Pulse of Open Source is a new site that aggregates the Twitter messages of thought leaders and participants in the Open Source Software community. It's a great example of the value that can be added on top of a simple aggregation of dynamic niche content. It's also a good example of how you can find value in Twitter without even having an account of your own.
Inspired by the site Pulse of PDX, an aggregation of Twitter messages from users in the tech-rich town of Portland, Oregon (where I live) - these Pulse sites provide a model that could be used to create a central location for live discussions on any topic.
At Pulse of Open Source, anyone who follows Twitter user pulseofoss and send a direct message requesting inclusion in the site is added.
There's a bio page where you can learn about who is included on the site. Participants at launch include people like Ross Turk, Community Manager at SourceForge, Amanda McPherson, the Marketing Director at The Linux Foundation, Greg Stein, the Founding developer of Subversion, and many other people who are vendors, analysts and reporters on Open Source. Does that sound like a site worth checking out? I think it does.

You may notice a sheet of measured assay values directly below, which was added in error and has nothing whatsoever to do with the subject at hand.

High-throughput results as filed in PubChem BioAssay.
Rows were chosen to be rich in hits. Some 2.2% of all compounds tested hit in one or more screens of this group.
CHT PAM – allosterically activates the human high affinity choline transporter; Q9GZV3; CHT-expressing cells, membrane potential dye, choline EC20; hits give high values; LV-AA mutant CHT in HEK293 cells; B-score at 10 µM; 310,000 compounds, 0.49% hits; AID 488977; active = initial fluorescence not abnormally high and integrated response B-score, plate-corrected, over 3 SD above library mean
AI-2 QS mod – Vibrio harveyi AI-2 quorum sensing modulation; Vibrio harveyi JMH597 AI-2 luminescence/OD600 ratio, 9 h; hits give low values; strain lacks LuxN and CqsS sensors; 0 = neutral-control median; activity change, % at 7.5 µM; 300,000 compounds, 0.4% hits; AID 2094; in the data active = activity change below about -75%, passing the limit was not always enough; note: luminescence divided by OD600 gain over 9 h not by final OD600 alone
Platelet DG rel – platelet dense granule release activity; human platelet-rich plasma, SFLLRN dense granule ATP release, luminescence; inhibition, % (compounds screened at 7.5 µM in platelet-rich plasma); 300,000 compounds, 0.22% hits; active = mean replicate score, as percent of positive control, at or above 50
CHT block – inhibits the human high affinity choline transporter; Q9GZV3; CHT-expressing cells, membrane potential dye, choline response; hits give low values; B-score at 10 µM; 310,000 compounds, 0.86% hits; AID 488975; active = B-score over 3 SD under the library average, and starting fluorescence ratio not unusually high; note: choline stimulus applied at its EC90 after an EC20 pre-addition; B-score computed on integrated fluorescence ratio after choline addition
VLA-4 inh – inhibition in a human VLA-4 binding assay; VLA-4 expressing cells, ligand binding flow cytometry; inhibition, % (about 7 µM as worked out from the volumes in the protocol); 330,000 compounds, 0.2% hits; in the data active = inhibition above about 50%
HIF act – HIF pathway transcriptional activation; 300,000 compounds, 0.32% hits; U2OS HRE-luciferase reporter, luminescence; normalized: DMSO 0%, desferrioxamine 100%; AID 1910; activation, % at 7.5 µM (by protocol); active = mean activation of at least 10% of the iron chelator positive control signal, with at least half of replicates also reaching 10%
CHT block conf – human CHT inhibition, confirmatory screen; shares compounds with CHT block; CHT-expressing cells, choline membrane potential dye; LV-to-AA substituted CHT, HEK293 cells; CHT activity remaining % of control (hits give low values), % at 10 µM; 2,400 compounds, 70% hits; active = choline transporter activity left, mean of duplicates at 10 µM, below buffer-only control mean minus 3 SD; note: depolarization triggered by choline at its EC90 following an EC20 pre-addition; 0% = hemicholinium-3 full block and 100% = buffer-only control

With a little editorial judgment, this model could work well for any number of niche topics. Integration to display recent bookmarks on social bookmarking sites and blog posts wouldn't be difficult either. Think of it as an industry-centric version of social lifestreaming, instead of a user centric one as is more common these days. I think both models are fascinating.
What community would you like to see the Pulse of? News reporters, political campaigners and graphic designers come to mind for me.